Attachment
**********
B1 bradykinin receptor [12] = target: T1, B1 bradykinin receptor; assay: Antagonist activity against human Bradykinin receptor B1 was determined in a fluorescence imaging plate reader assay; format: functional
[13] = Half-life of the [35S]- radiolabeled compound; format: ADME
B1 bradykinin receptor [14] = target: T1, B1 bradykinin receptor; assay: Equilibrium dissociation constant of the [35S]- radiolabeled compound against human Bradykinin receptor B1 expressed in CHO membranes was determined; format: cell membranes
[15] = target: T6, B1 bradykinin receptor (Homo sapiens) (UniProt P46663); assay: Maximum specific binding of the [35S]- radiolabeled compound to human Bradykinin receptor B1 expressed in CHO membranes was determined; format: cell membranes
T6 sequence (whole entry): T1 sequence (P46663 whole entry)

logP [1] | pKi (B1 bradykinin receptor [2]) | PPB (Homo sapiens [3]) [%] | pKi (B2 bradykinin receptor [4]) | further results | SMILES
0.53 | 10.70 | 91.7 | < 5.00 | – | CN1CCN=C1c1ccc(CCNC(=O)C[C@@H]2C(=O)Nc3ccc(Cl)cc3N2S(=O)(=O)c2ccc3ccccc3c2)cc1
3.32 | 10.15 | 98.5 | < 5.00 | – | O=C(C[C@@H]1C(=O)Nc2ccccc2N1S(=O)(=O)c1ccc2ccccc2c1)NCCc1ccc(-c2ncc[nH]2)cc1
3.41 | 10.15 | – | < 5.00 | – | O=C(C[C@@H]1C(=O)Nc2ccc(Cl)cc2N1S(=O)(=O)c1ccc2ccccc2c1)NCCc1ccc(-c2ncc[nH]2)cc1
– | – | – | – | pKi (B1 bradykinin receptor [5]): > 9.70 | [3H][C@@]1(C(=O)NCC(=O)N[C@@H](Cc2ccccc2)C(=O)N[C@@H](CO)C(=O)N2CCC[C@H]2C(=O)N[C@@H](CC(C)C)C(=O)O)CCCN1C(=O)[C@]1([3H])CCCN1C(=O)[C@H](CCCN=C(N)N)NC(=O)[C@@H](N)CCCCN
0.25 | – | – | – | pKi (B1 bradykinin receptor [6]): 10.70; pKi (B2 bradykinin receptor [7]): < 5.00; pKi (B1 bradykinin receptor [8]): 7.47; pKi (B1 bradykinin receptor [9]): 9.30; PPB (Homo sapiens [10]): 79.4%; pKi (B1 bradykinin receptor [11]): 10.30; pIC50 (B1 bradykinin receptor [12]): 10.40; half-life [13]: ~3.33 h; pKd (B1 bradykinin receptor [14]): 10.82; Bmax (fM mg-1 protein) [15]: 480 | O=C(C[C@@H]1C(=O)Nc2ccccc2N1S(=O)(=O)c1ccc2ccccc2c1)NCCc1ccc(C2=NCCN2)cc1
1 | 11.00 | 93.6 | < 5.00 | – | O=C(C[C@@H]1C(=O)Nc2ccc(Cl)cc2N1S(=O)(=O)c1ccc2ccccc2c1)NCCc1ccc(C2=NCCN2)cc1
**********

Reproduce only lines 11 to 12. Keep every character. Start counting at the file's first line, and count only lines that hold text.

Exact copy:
0.25 | – | – | – | pKi (B1 bradykinin receptor [6]): 10.70; pKi (B2 bradykinin receptor [7]): < 5.00; pKi (B1 bradykinin receptor [8]): 7.47; pKi (B1 bradykinin receptor [9]): 9.30; PPB (Homo sapiens [10]): 79.4%; pKi (B1 bradykinin receptor [11]): 10.30; pIC50 (B1 bradykinin receptor [12]): 10.40; half-life [13]: ~3.33 h; pKd (B1 bradykinin receptor [14]): 10.82; Bmax (fM mg-1 protein) [15]: 480 | O=C(C[C@@H]1C(=O)Nc2ccccc2N1S(=O)(=O)c1ccc2ccccc2c1)NCCc1ccc(C2=NCCN2)cc1
1 | 11.00 | 93.6 | < 5.00 | – | O=C(C[C@@H]1C(=O)Nc2ccc(Cl)cc2N1S(=O)(=O)c1ccc2ccccc2c1)NCCc1ccc(C2=NCCN2)cc1